Sprint’s planned merger took center stage at the company’s Overland Park headquarters campus Friday as visiting T-Mobile executives took part in a 90-minute town hall event.
T-Mobile CEO John Legere addressed Sprint employees, as did T-Mobile President Mike Sievert, during the midday session that was webcast throughout Sprint’s offices. The men will hold the same titles after Sprint merges with T-Mobile, assuming federal officials approve their $26 billion deal.
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Sprint spokesman Dave Tovar said T-Mobile’s network chief Neville Ray, finance chief Braxton Carter, newly name integration chief Sunit Patel and others attended but did not address Sprint employees. He said the meeting allowed the T-Mobile team to introduce itself and to begin talking about integrating Sprint into Bellevue, Wash.-based T-Mobile once regulators approve a merger.
“It was something John (Legere) and Mike (Sievert) really wanted to do,” Tovar said.
He said Legere complimented Sprint employees for their talents and compared the Overland Park campus to the second headquarters Amazon wants to build. T-Mobile, whose Seattle-area headquarters are “bursting at their seams,” doesn’t have to go through that process, Tovar said.
It was clear that Legere also mingled with Sprint employees, some of whom posted selfies with their potential new boss on Twitter.
At one point, former Sprint CEO Marcelo Claure, who is now executive chairman, current Sprint CEO Michel Combes, Legere and Sievert took the stage together. Employees were encouraged to ask questions by text, though instructions said the text should include the employee’s name and location.
Afterward, everyone headed outside for a celebration that included food trucks, music and games.
The event came two weeks after Sprint executives presented a sickly portrait of their company’s prospects to FCC officials as part of the regulatory review process.
Sprint’s executives see “no obvious path to solve key business challenges,” according to slides associated with the Sept. 21 presentation that was made public by the FCC last week. The 23-slide presentation itemized problems Sprint has been unable to overcome despite shifting its strategies to solve them.
“Sprint has not been able to turn the corner with respect to its core business challenges,” the first point on the first slide in the presentation said.
The slide show included an update on Sprint’s budget cutting efforts.
It said the company has eliminated about $10 billion in annual expenses. Although that has made the company profitable recently, Sprint executives told the FCC officials last month that this “cost cutting is nearing its limit and becoming more difficult.”
The dark declarations to regulators stand in contrast to Sprint’s confident messages to others.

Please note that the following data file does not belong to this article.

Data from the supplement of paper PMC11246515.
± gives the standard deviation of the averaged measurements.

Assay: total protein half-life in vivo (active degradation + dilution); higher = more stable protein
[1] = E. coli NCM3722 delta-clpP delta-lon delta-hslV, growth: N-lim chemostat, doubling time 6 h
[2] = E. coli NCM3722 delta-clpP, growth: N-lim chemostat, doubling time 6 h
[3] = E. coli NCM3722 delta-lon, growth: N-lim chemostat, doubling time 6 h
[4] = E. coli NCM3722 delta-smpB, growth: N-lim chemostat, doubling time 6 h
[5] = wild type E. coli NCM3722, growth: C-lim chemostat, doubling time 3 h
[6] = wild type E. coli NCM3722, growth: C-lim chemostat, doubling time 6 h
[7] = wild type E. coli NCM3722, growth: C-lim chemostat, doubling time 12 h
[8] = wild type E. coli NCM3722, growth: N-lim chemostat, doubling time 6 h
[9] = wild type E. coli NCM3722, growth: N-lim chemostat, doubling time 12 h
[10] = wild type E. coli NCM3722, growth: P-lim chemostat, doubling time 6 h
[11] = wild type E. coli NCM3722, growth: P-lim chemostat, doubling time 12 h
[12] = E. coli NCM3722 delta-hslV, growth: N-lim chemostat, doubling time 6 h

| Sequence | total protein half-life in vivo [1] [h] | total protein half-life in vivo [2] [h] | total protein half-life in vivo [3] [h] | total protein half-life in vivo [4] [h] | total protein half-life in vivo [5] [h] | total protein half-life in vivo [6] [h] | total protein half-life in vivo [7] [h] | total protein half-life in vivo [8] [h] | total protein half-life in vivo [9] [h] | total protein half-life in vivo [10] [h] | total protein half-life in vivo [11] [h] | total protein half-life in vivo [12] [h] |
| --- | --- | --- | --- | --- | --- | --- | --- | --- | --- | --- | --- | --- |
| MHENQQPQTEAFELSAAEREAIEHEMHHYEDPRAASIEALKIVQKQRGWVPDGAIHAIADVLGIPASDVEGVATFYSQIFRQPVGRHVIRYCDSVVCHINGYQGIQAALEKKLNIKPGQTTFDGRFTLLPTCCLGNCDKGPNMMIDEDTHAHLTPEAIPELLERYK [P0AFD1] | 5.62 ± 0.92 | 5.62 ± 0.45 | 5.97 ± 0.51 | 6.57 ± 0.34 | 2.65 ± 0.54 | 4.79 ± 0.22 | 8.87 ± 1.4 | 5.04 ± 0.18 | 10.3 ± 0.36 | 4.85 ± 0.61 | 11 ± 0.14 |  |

To current and potential customers, Sprint touts its “network built for unlimited” data and its “industry leading” unlimited data plans. For shareholders, the Overland Park wireless company trumpeted its “strong financials and positive subscriber growth” in its most recent update.
Sprint executives’ presentation to the FCC was not the company’s first such report in an effort to promote the proposed merger with T-Mobile.
“Sprint has lost share despite its aggressive competitive actions and price moves,” said a Public Interest Statement about the merger the partners submitted to the FCC in June.
The September and June accounts of Sprint’s situation agree that its problems are serious and that efforts have failed to fix them.
June’s filing said Sprint’s LTE network covered “far less geography” and potential customers than the data networks of its rivals Verizon, AT&T and T-Mobile. The September slide show depicted this by laying Sprint’s limited LTE yellow coverage map over the far more extensive red, blue and magenta LTE maps of its larger rivals.
Each depiction of Sprint’s situation highlighted consumers’ negative perceptions of Sprint’s network, but each also acknowledged Sprint’s inability to invest enough to catch up to its rival’s networks.
“Even with accelerated investment, Sprint is still unable to ‘catch up’ from previous underinvestment, much less build a network that achieves parity with Verizon and AT&T (based on network capital expenditures per subscriber),” the document from June said.
Each also said Sprint is more or less caught in a vicious circle, a series of problems that feed on each other.
September’s picture show drew a circle that explained those forces.
At the top stands “network shortcomings and perceptions” that leads to “high (customer) churn and inability to attract subs(cribers),” that has led Sprint to spend heavily on “promotional activity required to fight subscriber reductions,” the slide shows.
Those cut-rate prices and costly promotions lead to “poor cash flow and high, sub-scale cost structure” that in turn means Sprint has a “reduced ability/incentive to invest in network and distribution” that contributes to the “network shortcomings and perceptions” that started the circle.